Osteopathic Evaluation of the Hip Joint
Our hip joint is vital for ambulation
And so patients with hip pathologies
and problems will come in
and we need to understand the
and how to evaluate the joint
in order to help better treat our
patients with hip problems.
The hip joint itself consists of 2 bones.
It’s the articulation between the
innominate and the femur.
So taking a closer look at the femur itself,
there is a femoral head,
a greater and lesser trochanter,
and also a lateral
and medial condyle which
articulates with the knee.
The hip joint itself is a
and so the surface of the hip
articulates in the acetabulum.
And it’s really deep
and provides more stability and
is adaptive for high loads.
This is relatively different compared
to the shoulder
where the glenoid fossa is
and it’s also a ball-and-socket
but is not as deep.
So the hip joint, having more
of a deep socket,
helps to be more stable
but does give it less range of motion
compared to the our shoulder joint.
The capsule extends from the
femur to the acetabulum
and each part of the innominate.
The ilium, ischium, and the pubis
meet at the acetabulum
and forms the articulation
of the hip joint with the femur.
There are many different ligaments
that help to stabilize
the hip joint itself
to keep the femoral head to the acetabulum.
So anteriorly there’s an iliofemoral
and pubofemoral ligament
and posteriorly there’s ischiofemoral
And these ligaments make the capsule
to help stabilize
and keep the femur
attached to the acetabulum.
There are 6 major muscle groups
surrounding the hip joint itself.
We have our flexor and extensors,
abductor and adductors, and
So these muscles are large muscles.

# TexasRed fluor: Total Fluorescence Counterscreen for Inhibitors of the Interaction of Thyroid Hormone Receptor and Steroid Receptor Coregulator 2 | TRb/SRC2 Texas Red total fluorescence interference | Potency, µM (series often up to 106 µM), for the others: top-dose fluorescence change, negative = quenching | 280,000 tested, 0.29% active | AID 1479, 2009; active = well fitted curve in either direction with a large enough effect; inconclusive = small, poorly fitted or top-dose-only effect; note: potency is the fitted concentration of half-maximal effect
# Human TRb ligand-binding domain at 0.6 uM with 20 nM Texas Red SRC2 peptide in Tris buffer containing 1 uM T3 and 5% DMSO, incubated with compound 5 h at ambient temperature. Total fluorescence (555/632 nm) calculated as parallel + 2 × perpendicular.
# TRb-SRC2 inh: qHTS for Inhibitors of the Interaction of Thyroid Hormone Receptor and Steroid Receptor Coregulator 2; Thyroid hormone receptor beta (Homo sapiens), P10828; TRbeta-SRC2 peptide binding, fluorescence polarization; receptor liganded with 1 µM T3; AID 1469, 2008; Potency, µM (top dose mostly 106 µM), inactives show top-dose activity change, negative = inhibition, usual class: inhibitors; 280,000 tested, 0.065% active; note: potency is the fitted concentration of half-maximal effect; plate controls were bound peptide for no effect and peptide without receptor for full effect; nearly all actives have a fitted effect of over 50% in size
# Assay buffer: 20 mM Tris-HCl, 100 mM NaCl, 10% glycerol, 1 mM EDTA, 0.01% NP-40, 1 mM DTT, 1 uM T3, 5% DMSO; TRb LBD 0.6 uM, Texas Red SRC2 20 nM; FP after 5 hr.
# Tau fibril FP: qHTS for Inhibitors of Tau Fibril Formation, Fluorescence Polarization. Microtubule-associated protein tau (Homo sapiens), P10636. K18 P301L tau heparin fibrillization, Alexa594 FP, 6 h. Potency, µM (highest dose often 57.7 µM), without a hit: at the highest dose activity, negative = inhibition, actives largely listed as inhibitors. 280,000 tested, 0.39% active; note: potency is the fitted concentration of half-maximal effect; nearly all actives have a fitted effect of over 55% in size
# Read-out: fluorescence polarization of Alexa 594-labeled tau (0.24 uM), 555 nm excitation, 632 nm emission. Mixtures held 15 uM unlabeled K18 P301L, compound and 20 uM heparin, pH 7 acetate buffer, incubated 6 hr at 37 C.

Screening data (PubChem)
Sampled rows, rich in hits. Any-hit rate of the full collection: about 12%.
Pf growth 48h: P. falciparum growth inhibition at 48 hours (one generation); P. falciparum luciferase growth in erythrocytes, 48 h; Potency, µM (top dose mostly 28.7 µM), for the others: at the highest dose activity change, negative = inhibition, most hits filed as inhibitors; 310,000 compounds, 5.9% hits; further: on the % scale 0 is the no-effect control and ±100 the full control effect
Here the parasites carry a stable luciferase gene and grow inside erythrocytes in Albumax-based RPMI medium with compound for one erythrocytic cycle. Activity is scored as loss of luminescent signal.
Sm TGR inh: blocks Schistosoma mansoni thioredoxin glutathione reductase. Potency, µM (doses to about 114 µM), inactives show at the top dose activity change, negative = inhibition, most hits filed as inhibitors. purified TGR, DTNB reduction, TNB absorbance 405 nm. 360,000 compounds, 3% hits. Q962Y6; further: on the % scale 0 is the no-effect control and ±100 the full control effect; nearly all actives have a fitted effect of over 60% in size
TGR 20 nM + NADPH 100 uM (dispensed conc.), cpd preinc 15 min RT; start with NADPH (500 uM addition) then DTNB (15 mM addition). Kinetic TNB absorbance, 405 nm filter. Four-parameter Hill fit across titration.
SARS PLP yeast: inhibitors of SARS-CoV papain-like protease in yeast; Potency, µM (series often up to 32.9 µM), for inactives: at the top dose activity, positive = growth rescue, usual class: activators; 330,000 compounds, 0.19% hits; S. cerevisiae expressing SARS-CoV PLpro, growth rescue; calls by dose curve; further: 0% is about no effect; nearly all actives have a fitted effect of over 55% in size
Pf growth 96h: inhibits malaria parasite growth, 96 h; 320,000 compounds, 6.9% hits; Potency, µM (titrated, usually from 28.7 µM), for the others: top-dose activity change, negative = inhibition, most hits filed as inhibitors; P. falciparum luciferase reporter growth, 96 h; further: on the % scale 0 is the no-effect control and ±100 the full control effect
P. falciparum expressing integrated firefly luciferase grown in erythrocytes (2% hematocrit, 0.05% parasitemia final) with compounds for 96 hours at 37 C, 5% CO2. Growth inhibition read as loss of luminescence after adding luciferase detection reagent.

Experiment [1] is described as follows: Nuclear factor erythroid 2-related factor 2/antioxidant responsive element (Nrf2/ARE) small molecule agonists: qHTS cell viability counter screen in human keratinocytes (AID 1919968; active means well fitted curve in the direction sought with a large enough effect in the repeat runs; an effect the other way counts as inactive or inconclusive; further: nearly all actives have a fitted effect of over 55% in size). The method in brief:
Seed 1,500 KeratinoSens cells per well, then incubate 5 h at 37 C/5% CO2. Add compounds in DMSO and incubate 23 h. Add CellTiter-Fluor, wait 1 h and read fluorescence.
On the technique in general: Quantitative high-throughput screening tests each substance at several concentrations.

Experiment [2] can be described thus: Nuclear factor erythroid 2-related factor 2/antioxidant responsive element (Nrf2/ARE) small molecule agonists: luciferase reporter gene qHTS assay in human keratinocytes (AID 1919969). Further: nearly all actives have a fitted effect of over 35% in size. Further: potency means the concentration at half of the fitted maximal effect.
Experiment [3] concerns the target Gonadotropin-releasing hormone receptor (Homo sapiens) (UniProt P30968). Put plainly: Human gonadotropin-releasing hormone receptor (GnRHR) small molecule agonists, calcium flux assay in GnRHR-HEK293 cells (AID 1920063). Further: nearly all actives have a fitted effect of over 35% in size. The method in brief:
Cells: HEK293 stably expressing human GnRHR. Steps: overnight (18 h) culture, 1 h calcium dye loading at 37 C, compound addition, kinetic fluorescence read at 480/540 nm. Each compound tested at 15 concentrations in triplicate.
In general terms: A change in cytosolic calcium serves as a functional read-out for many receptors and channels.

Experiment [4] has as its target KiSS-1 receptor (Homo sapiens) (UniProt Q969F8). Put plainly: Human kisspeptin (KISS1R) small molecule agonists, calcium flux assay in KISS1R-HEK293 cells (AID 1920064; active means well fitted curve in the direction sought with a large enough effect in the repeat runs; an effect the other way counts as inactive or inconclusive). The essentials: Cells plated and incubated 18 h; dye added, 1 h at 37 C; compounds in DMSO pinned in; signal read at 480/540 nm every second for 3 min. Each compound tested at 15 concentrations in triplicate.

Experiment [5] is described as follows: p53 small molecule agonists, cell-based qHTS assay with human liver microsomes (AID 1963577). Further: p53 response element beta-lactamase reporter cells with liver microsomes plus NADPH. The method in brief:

They help to
provide motion and movement
at the hip joint.
So let’s have a closer look
at the different muscle groups.
Our hip flexors
tend to lie more on the anterior
portion of our hip,
and so, the iliopsoas is the
primary hip flexor.
It attaches from the anterior bodies
of the lumbar spine,
blends with the iliacus surrounding
and attaches into the lesser
trochanter of the femur.
And so when that muscle,
is injured or spasmodically contracted,
that could cause a lot of hip pain.
And it could also cause the hip to
be stuck more in flexion
because it attaches to the spine that
could prevent someone from
straightening out or the pain is worse when
they try to straighten out their back.
The rectus femoris, sartorius,
pectineus, tensor fascia latae,
and also the gracilis help to make up
the primary flexors of the hip.
The hip extensors
tend to lie on the posterior
aspect of the hip.
And here you have your gluteus maximus,
your hamstring muscles which
include the biceps femoris,
the semitendinosus, and semimembranosus,
and also the adductor magnus.
Your hip abductors include
your gluteus medius,
tensor fascia latae,
Our hip adductors include
the adductor brevis,
and the adductor magnus.
There’s the gracilis,
and also the obturator externus.
There’s no true pure internal
rotators of the hip.
They have contributions from the
gluteus medius and minimus
and also contributions from the
adductor magnus and longus
which help with internal rotation.
Our hip external rotators include
the piriformis muscle,
the superior and inferior gemellus,
the internal and external obturators,
the quadratus femoris,
and the gluteus maximus.
We need to consider blood supply to the hip
because sometimes the hip might be suspect
to a decrease in blood supply,
such as the femoral head,
and that could potentially lead
to avascular necrosis.
So in general, the hip joint does
get good blood supply
but the femoral head itself
tends to have less blood flow.
There is a retinacular arterial system
that runs along the neck of the femur
and the femoral head itself
does get some perforating branches
from the medial and lateral
Lymphatics of the lower extremity
have to flow upward and
pass through the hip.
The hip region is where we try to assess
for any lymphadenopathy
or swelling of those lymph nodes
whenever there’s infection.
So if someone had a cellulitis
of the lower extremity,
or someone had some sort of malignancy
or anything that really causes
infection that inflames the lymph nodes,
what we do is we palpate for
those swollen lymph nodes
along the inguinal canal
along the attachments of the hip.
This is also an important place to
look at osteopathically
because any sort of musculoskeletal
restrictions at the hip
and the fascia around the hip,
may decrease lymphatic flow
from the extremities.
So it’s important to treat the hip area
in order to allow for optimal